Ihave al­ways loved travel. The thought of that next big ad­ven­ture has pulled me in di­rec­tions I would have once thought im­pos­si­ble, and some­times it’s hard to stop the day­dreams about what lies ahead. My grand­fa­ther served in the U.S. Mer­chant Marine in World War II, then worked as a radar tech for Eastern Air Lines un­til he re­tired. I have many fond mem­o­ries of him as he re­galed my younger brother and me with his tales from dis­tant lands. Whether he was dodg­ing ice­bergs and Ger­man U-boat tor­pe­does in a freighter full of am­mu­ni­tion on the in­fa­mous Mur­mansk run to Rus­sia, or fly­ing for free around the world and wit­ness­ing the ex­otic cultures of In­dia and the Far East, he was al­ways good for a story.

While I’ve been for­tu­nate to ex­pe­ri­ence my share of travel, I also love fish­ing right here in the United States. Some­times, in the quest for big­ger num­bers or bet­ter weather, we’re the first to jump on an air­plane for that next new hot spot. But hav­ing grown up in North Carolina and now liv­ing on the west coast of Florida, I feel that we have fish­ing that’s al­most as good, if not bet­ter, right here at home.

Case in point: In Florida this year, we had an un­usu­ally chilly win­ter, with cold fronts seem­ing to pass from north to south al­most weekly. Aside from the “it’s-a-lot-colder-thanwe-are-used-to” air tem­per­a­tures, these fronts pushed in some jaw-drop­ping num­bers of sail­fish. Boats in the Stu­art area were reg­u­larly re­leas­ing as many as 15 to 25 sails in one day, with some cap­tains see­ing up to 50 on an eight-hour char­ter trip. For a stretch of more than two months, the fish­ing was bet­ter in Stu­art than it was in Costa Rica!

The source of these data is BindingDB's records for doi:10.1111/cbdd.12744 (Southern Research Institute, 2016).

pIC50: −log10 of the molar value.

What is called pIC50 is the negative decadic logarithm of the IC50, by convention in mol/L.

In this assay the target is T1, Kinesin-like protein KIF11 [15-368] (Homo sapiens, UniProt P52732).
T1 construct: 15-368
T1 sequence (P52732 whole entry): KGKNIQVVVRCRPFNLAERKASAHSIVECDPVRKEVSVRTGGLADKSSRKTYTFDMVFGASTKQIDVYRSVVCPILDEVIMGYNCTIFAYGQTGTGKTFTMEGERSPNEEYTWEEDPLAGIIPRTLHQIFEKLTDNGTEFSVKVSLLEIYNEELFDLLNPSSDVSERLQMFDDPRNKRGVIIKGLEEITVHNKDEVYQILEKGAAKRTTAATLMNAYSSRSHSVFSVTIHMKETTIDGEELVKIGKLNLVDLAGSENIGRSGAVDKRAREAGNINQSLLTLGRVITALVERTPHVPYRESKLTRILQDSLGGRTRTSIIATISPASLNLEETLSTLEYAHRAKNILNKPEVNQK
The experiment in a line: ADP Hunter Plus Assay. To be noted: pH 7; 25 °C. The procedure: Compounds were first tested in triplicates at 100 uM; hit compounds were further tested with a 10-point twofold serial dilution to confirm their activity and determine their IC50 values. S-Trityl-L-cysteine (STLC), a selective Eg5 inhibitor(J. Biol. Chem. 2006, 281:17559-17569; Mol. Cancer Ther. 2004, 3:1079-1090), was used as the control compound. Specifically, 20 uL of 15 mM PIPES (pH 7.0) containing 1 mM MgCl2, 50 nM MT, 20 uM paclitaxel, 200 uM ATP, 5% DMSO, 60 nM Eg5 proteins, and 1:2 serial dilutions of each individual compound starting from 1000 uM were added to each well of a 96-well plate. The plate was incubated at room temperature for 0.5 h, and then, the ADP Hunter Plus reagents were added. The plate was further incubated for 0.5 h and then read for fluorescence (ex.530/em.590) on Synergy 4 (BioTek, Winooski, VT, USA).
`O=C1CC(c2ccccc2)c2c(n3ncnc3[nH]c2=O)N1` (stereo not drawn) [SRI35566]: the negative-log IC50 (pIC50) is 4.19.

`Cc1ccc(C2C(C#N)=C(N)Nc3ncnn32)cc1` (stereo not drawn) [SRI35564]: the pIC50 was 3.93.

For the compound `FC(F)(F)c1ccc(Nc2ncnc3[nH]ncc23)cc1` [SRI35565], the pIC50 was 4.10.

Want some hot ac­tion on white mar­lin? Head for the Outer Banks in Au­gust or Septem­ber and hold on to your hat. Big blues on the list? How about live-bait­ing with a 25-pound yel­lowfin tuna around a six-story oil rig 150 miles out in the Gulf of Mex­ico. Spearfish? Book a flight to Kona, Hawaii. Wel­come to Des­ti­na­tion USA.

In this is­sue, we cover some top-shelf but lesser-known fish­eries. First up is the Pal­metto State: South Carolina. This is a very pas­sion­ate group of boat own­ers, cap­tains and an­glers who tar­get billfish in these his­toric wa­ters. The deck­hands are of­ten the owner’s or cap­tain’s kids, and the an­glers are fam­ily and friends. Count on great food, ter­rific ca­ma­raderie and a lot of laughs.

We also show­case Cape May, New Jersey, and the ac­tion in the off­shore canyons. Pic­ture dozens of white mar­lin cut­ting through bait on the sur­face, with some hefty blue mar­lin, yel­lowfin, big­eye and bluefin tuna in the mix.

And if you are look­ing for some­thing to­tally dif­fer­ent, head to South­ern Cal­i­for­nia for striped mar­lin and sword­fish. It’s a knee-knocking adren­a­line rush to stand in a bow pul­pit next to a mar­lin or sword swim­ming along on the sur­face, then ac­cu­rately cast a live bait within 6 feet of its nose to en­tice a bite. The lo­cals call it “eye­ball fish­ing,” and it’s 100 per­cent addictive.

The next time the travel bug bites, think about the fish­ing op­por­tu­ni­ties we have here first — no pass­port re­quired.

Sam White Editor-in-Chief

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